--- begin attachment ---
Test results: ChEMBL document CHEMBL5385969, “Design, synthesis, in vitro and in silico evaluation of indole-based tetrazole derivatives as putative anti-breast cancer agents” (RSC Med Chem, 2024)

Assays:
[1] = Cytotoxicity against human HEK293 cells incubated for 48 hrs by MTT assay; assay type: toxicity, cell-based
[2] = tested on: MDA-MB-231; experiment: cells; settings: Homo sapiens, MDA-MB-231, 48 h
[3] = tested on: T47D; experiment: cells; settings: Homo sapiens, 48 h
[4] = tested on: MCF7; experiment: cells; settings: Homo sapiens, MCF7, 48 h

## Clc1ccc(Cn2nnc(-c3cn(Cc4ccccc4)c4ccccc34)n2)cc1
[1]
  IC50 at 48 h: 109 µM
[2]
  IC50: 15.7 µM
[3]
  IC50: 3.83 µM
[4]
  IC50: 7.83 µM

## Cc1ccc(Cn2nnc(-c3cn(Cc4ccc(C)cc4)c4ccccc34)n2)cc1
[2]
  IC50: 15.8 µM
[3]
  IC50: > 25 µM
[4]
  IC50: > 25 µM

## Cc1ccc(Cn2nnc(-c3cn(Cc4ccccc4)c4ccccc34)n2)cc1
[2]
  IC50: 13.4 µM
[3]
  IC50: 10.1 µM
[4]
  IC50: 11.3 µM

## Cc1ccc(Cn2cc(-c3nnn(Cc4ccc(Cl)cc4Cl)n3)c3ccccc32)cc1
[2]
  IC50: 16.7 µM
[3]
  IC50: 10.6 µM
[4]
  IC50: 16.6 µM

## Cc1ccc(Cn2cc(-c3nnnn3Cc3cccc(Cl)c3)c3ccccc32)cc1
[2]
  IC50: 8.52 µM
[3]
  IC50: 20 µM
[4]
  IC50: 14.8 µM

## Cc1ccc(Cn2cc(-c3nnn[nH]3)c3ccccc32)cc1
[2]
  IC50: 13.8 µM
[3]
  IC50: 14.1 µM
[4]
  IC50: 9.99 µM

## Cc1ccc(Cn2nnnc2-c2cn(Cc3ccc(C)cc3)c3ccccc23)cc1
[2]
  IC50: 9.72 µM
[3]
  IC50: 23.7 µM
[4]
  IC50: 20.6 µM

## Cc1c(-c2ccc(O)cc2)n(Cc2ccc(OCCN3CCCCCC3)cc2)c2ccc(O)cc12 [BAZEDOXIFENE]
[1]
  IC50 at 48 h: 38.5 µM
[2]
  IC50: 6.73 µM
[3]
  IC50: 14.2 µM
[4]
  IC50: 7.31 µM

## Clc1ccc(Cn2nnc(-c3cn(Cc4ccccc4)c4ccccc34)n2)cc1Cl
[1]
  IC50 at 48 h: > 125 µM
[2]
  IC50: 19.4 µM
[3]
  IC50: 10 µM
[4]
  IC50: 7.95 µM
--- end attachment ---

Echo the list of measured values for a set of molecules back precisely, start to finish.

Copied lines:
Test results: ChEMBL document CHEMBL5385969, “Design, synthesis, in vitro and in silico evaluation of indole-based tetrazole derivatives as putative anti-breast cancer agents” (RSC Med Chem, 2024)

Assays:
[1] = Cytotoxicity against human HEK293 cells incubated for 48 hrs by MTT assay; assay type: toxicity, cell-based
[2] = tested on: MDA-MB-231; experiment: cells; settings: Homo sapiens, MDA-MB-231, 48 h
[3] = tested on: T47D; experiment: cells; settings: Homo sapiens, 48 h
[4] = tested on: MCF7; experiment: cells; settings: Homo sapiens, MCF7, 48 h

## Clc1ccc(Cn2nnc(-c3cn(Cc4ccccc4)c4ccccc34)n2)cc1
[1]
  IC50 at 48 h: 109 µM
[2]
  IC50: 15.7 µM
[3]
  IC50: 3.83 µM
[4]
  IC50: 7.83 µM

## Cc1ccc(Cn2nnc(-c3cn(Cc4ccc(C)cc4)c4ccccc34)n2)cc1
[2]
  IC50: 15.8 µM
[3]
  IC50: > 25 µM
[4]
  IC50: > 25 µM

## Cc1ccc(Cn2nnc(-c3cn(Cc4ccccc4)c4ccccc34)n2)cc1
[2]
  IC50: 13.4 µM
[3]
  IC50: 10.1 µM
[4]
  IC50: 11.3 µM

## Cc1ccc(Cn2cc(-c3nnn(Cc4ccc(Cl)cc4Cl)n3)c3ccccc32)cc1
[2]
  IC50: 16.7 µM
[3]
  IC50: 10.6 µM
[4]
  IC50: 16.6 µM

## Cc1ccc(Cn2cc(-c3nnnn3Cc3cccc(Cl)c3)c3ccccc32)cc1
[2]
  IC50: 8.52 µM
[3]
  IC50: 20 µM
[4]
  IC50: 14.8 µM

## Cc1ccc(Cn2cc(-c3nnn[nH]3)c3ccccc32)cc1
[2]
  IC50: 13.8 µM
[3]
  IC50: 14.1 µM
[4]
  IC50: 9.99 µM

## Cc1ccc(Cn2nnnc2-c2cn(Cc3ccc(C)cc3)c3ccccc23)cc1
[2]
  IC50: 9.72 µM
[3]
  IC50: 23.7 µM
[4]
  IC50: 20.6 µM

## Cc1c(-c2ccc(O)cc2)n(Cc2ccc(OCCN3CCCCCC3)cc2)c2ccc(O)cc12 [BAZEDOXIFENE]
[1]
  IC50 at 48 h: 38.5 µM
[2]
  IC50: 6.73 µM
[3]
  IC50: 14.2 µM
[4]
  IC50: 7.31 µM

## Clc1ccc(Cn2nnc(-c3cn(Cc4ccccc4)c4ccccc34)n2)cc1Cl
[1]
  IC50 at 48 h: > 125 µM
[2]
  IC50: 19.4 µM
[3]
  IC50: 10 µM
[4]
  IC50: 7.95 µM